Receptor for hyaluronan-mediated motility (RHAMM) defines an invasive niche associated with tumor progression and predicts poor outcomes in breast cancer patients

Sarah E. Tarullo, Yuyu He, Claire E Daughters, Todd P. Knutson, Christy Henzler, Matthew A Price, Ryan Shanley, Patrice M Witschen, Cornelia Tolg, Rachael E. Kaspar, Caroline Hallstrom, Lyubov Gittsovich, Megan L. Sulciner, Xihong Zhang, Colleen L Forster, Carol A. Lange, Oleg Shats, Michelle Desler, Kenneth H. Cowan, Douglas YeeKathryn L. Schwertfeger, Eva A. Turley, James B. McCarthy, Andrew C Nelson

Research output: Contribution to journalArticlepeer-review


Breast cancer invasion and metastasis result from a complex interplay between tumor cells and the tumor microenvironment (TME). Key oncogenic changes in the TME include aberrant synthesis, processing, and signaling of hyaluronan (HA). Hyaluronan-mediated motility receptor (RHAMM, CD168; HMMR) is an HA receptor enabling tumor cells to sense and respond to this aberrant TME during breast cancer progression. Previous studies have associated RHAMM expression with breast tumor progression; however, cause and effect mechanisms are incompletely established. Focused gene expression analysis of an internal breast cancer patient cohort confirmed that increased RHAMM expression correlates with aggressive clinicopathological features. To probe mechanisms, we developed a novel 27-gene RHAMM-related signature (RRS) by intersecting differentially expressed genes in lymph node (LN)-positive patient cases with the transcriptome of a RHAMM-dependent model of cell transformation, which we validated in an independent cohort. We demonstrate that the RRS predicts for poor survival and is enriched for cell cycle and TME-interaction pathways. Further analyses using CRISPR/Cas9-generated RHAMM−/− breast cancer cells provided direct evidence that RHAMM promotes invasion in vitro and in vivo. Immunohistochemistry studies highlighted heterogeneous RHAMM protein expression, and spatial transcriptomics associated the RRS with RHAMM-high microanatomic foci. We conclude that RHAMM upregulation leads to the formation of ‘invasive niches’, which are enriched in RRS-related pathways that drive invasion and could be targeted to limit invasive progression and improve patient outcomes.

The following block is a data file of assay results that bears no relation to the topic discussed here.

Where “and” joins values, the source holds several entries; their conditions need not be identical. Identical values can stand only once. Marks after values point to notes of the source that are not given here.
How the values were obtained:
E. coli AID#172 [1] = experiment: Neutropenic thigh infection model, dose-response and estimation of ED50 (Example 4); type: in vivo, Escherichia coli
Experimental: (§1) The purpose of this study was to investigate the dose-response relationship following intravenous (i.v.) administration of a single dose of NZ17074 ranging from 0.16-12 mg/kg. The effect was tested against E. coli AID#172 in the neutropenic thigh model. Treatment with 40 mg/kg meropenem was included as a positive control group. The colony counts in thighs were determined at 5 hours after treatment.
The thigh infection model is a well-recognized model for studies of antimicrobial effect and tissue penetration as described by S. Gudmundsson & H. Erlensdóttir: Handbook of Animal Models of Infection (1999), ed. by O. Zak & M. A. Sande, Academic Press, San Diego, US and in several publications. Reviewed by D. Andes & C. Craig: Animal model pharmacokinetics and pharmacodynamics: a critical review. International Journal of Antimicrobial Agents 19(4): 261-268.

Original languageEnglish (US)
Pages (from-to)289-303
Number of pages15
JournalJournal of Pathology
Issue number3
StatePublished - Jul 2023

Bibliographical note

Funding Information:
This work was supported in part by the University of Minnesota Masonic Cancer Center and Minnesota Masonic Charities. We acknowledge the Minnesota Supercomputing Institute (MSI) at the University of Minnesota for providing high performance computational resources. We also acknowledge Branden Moriarty (Genome Engineering Core, Masonic Cancer Center) for his help in designing the CRISPR system to knock out . This research received histology and immunohistochemistry assistance from the University of Minnesota's Biorepository and Laboratory Services program and was supported by the National Institutes of Health's National Center for Advancing Translational Sciences, grant UL1TR002494. We wish to thank all the scientists and research support staff at the University of Minnesota Genomics Center, University Imaging Center, and Laboratory Medicine and Pathology, who helped to make this work possible. ACN is supported by the American Cancer Society (132574‐CSDG‐18‐139‐01‐CSM) and is an Eastern Star Scholar, Minnesota Masonic Charities. SET is supported by IRACDA‐TREM Postdoctoral Fellowship (K12GM119955). KLS is supported by the NIH R01CA215052, R01HD095858, and R01CA265004. ET and CT are supported by the Breast Cancer Society of Canada and the Cancer Research Society/Canadian Institutes of Health Research (945897). JBM is funded by the Atwater Fund, the Elsa U. Pardee Foundation, and the University of Minnesota Department of Laboratory Medicine & Pathology Chairman's Fund Professor in Cancer Research. RHAMM

Publisher Copyright:
© 2023 The Authors. The Journal of Pathology published by John Wiley & Sons Ltd on behalf of The Pathological Society of Great Britain and Ireland.


  • breast cancer
  • cell division
  • extracellular matrix
  • hyaluronan
  • hyaluronan receptors
  • neoplasm invasiveness
  • tumor microenvironment
  • xenograft


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